Steamed Not Boiled

IMG_0065People have their own ideas about the best way to cook lobster. Lots of people I know are in the “let someone else do it” camp. Many of the local markets will do it for you. Hot, cooked lobster is a phone call away. But where’s the fun in that?! In my view, standing around the steaming pot, beer or wine in hand, anticipating the meal, is an important part of the process.

My sensitivity in the treatment of animals does not extend to lobsters. I actually have no problem popping them head-first into a pot of boiling water. Let me re-phrase that. I stick them in a pot of steam created by a few inches of boiling, salted water.

I think lobsters should be steamed rather than boiled. The meat tends to be more tender and certainly less watery when you crack the claws. I learned the basic technique from the people at Falmouth Fish a number of years ago, and it’s pretty much no fail.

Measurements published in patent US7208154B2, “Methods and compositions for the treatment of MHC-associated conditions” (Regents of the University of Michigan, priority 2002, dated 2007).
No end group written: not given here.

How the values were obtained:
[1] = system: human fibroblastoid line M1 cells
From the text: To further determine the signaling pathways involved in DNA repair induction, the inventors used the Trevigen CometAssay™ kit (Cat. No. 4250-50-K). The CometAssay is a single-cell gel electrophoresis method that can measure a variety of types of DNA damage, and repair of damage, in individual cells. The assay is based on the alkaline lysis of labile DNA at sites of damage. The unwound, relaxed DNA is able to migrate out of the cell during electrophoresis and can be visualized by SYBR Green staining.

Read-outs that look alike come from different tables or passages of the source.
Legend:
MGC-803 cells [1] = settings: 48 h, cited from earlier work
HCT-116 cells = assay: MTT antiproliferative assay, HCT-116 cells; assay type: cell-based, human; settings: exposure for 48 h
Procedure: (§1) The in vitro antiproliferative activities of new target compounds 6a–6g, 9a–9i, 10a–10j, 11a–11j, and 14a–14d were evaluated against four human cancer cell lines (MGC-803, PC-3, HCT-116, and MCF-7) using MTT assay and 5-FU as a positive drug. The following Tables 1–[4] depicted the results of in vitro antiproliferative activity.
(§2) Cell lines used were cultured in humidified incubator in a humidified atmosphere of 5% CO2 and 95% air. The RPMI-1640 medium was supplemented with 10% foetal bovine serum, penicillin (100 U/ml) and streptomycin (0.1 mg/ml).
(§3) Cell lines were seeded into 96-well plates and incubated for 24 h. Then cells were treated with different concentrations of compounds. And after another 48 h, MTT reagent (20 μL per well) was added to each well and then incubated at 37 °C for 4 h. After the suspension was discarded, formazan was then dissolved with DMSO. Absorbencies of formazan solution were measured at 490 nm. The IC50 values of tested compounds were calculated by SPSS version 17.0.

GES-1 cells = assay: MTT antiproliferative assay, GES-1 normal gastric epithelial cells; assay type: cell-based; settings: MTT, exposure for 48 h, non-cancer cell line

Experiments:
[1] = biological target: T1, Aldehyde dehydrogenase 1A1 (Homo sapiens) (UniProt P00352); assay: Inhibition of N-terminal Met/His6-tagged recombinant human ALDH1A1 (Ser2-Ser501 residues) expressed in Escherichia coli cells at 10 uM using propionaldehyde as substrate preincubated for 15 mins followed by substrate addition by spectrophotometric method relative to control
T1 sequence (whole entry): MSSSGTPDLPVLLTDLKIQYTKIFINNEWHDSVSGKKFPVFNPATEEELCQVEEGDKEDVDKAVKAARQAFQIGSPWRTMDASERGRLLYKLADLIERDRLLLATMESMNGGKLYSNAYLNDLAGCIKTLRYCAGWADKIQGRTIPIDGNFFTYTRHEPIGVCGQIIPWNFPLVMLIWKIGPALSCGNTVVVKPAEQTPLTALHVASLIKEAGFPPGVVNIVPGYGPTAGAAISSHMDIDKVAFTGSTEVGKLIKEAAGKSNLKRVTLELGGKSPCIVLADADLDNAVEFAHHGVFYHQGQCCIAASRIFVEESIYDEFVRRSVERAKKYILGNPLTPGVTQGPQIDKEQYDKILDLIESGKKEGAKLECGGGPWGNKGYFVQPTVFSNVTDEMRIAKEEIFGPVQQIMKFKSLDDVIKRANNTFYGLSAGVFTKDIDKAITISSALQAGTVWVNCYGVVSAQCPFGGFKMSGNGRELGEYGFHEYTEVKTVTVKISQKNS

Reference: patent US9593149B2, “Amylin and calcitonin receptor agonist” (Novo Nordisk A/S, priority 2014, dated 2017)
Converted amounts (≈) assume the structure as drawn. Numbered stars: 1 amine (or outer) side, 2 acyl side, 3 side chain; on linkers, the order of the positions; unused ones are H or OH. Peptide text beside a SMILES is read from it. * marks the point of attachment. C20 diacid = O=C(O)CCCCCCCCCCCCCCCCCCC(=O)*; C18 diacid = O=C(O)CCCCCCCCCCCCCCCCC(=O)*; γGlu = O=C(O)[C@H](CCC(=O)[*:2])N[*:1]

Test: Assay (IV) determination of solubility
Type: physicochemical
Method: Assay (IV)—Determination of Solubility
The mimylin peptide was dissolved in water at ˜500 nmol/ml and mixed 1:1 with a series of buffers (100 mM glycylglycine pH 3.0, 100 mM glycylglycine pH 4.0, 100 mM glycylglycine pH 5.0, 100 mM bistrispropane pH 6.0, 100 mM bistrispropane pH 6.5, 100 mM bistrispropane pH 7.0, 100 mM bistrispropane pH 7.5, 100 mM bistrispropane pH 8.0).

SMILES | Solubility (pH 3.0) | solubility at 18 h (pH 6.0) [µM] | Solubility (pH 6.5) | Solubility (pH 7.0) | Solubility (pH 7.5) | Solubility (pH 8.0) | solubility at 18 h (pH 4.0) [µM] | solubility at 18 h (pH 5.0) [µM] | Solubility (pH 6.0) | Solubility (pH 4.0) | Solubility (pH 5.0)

Bring about 3 inches of heavily salted water (think salt water) to a boil. Put the lobsters in the pot. Cover and bring back up to the boil. Then set a timer. Steam for 12 to 14 minutes for 1 1/2 pound lobsters.

This is a prime example of being careful about the recipes you find on the internet. I saw one recipe for boiled lobster that indicated a 20 minute cooking time for a 1 1/2 pound lobster. That meat would be too chewy to eat!



About Mary Jane

I am a retired English teacher. My husband, Frank, and I have lived on Cape Cod since 2000. I am a lifelong bread baker and writer and have been posting a blog on Falmouth Patch for the last few years. Savory Seasons has been largely devoted to recipes and food in general. I am hoping to expand my focus in this new blog.
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